Hawke’s Bay Regional Council is urging landowners to protect their farms by looking out for Chilean Needle Grass and reporting any sightings to the Regional Council.
Regional Council Team Lead Biosecurity Matt Short says now is the time Chilean Needle Grass is most visible with the large, purple flowers blooming in November and December.
“November and December are the months when you’re most likely to spot this plant among the rest. The flowerheads are large, drooping, and purple so can make it easy to recognise when surveying paddocks. But as we head into the height of summer, the plant turns a straw colour so can make identifying Chilean Needle Grass difficult.”
“Chilean Needle Grass is a nasty pest plant. Once it gets onto land, it moves fast and thrives in dry, hard, hill country areas. The grass is detrimental to productive grassland as it out-competes desirable pastures.”
“We’re encouraging farmers to keep an eye out for Chilean Needle Grass on their land in the coming weeks and to report any sightings immediately to the Regional Council. Our pest plant team can follow up with a visit to the property and advise on a plan with appropriate control methods.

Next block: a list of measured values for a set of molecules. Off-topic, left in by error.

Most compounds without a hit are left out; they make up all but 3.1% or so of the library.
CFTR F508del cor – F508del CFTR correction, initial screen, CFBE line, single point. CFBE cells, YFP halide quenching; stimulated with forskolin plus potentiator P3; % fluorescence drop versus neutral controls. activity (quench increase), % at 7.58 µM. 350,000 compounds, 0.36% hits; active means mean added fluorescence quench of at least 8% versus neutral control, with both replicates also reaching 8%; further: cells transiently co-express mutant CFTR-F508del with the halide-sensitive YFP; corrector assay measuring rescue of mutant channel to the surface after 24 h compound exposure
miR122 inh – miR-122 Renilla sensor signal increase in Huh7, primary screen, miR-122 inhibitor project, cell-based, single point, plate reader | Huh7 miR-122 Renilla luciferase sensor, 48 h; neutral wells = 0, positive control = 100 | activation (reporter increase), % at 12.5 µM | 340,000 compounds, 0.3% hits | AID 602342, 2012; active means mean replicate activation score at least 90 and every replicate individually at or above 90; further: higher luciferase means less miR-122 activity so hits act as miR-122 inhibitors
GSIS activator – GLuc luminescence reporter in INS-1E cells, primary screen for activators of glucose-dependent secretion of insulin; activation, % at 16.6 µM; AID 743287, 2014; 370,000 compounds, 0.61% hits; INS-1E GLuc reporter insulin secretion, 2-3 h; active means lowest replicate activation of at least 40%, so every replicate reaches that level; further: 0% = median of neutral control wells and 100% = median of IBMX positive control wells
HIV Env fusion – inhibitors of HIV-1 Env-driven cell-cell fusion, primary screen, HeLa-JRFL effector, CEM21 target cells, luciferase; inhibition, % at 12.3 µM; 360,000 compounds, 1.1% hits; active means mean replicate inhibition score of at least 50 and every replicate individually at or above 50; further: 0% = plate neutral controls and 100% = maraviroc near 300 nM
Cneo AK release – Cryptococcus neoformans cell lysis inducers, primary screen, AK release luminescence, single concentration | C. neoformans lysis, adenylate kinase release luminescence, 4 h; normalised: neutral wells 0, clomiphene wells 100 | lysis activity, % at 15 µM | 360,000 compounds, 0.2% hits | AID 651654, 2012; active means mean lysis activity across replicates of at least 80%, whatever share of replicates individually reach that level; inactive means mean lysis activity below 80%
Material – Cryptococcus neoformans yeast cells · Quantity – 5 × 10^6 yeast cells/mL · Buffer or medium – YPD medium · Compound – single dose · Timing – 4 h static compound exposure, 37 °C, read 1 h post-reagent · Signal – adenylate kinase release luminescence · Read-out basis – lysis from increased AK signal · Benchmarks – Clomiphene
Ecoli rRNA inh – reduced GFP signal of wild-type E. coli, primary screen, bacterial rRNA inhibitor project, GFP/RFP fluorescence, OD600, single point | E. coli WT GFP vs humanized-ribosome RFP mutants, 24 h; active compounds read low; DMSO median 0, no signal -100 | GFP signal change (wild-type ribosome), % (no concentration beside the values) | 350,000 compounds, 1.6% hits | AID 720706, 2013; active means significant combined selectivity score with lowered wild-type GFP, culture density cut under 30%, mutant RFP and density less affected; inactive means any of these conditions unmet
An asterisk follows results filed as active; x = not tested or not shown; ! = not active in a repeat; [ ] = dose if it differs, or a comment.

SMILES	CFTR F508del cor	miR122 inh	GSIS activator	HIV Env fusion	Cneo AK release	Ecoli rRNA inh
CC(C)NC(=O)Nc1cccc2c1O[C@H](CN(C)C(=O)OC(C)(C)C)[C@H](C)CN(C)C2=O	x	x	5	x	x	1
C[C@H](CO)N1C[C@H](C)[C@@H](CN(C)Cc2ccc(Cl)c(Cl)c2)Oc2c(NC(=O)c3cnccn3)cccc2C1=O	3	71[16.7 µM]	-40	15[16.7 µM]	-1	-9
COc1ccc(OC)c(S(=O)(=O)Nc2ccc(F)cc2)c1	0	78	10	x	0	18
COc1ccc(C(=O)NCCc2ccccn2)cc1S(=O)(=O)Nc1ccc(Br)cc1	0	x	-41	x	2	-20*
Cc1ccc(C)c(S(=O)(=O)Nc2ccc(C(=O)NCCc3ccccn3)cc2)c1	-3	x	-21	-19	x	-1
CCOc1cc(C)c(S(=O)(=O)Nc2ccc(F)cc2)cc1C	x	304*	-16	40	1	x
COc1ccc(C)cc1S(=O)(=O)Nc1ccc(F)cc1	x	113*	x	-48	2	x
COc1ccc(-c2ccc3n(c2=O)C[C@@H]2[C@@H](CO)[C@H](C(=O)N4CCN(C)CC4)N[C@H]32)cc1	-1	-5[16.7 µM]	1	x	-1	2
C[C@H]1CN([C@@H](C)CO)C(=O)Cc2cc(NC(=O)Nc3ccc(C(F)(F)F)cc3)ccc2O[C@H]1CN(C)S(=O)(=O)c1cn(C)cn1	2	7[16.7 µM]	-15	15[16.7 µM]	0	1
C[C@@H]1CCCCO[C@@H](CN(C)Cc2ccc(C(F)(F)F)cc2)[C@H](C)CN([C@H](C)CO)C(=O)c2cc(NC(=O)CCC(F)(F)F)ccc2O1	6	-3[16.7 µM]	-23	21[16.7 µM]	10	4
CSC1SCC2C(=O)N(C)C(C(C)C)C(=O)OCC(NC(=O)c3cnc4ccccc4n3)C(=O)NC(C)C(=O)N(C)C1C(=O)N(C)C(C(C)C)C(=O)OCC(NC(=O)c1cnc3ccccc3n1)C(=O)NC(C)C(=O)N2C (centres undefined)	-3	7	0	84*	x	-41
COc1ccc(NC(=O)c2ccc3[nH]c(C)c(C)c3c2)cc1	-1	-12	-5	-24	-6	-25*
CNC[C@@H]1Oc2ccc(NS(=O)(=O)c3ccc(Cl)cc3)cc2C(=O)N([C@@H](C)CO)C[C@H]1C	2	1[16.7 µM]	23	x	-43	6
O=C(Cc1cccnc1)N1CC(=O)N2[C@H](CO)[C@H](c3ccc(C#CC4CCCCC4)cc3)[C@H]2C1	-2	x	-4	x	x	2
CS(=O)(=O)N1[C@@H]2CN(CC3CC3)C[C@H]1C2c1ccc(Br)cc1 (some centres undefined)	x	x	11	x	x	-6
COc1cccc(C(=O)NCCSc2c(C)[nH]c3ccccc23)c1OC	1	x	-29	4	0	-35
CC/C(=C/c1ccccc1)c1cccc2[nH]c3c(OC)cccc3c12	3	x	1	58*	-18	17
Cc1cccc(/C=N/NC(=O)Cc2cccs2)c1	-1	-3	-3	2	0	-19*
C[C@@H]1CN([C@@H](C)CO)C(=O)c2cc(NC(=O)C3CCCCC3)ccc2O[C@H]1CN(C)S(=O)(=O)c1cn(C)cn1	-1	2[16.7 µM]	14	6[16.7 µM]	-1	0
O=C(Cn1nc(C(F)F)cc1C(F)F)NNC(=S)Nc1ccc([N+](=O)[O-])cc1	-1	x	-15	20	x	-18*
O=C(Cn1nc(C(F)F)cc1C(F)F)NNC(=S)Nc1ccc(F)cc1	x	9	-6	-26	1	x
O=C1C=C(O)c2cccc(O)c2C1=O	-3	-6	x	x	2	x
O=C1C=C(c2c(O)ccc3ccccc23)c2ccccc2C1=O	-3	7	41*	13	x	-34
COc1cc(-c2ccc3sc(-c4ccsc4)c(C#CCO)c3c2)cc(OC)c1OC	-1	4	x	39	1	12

“It’s important we get on top of any new populations early so it’s easier to manage the potential long-term spread of this invasive pest.”
Mr Short says Chilean Needle Grass can also create a raft of agricultural and economic issues for the farming community.
“We know the effect this plant can have on livestock, dogs, and horses. The seeds are sharp and can create wounds when they enter hides, wool, and skins. The seeds can get into the eyes of farm animals and cause blindness. We take biosecurity seriously and have a programme in place to help manage the impacts of Chilean Needle Grass across the region.”
To report a sighting, head to hbrc.govt.nz and search #pesthub, or contact the Regional Council pest plant team on 06 835 9200.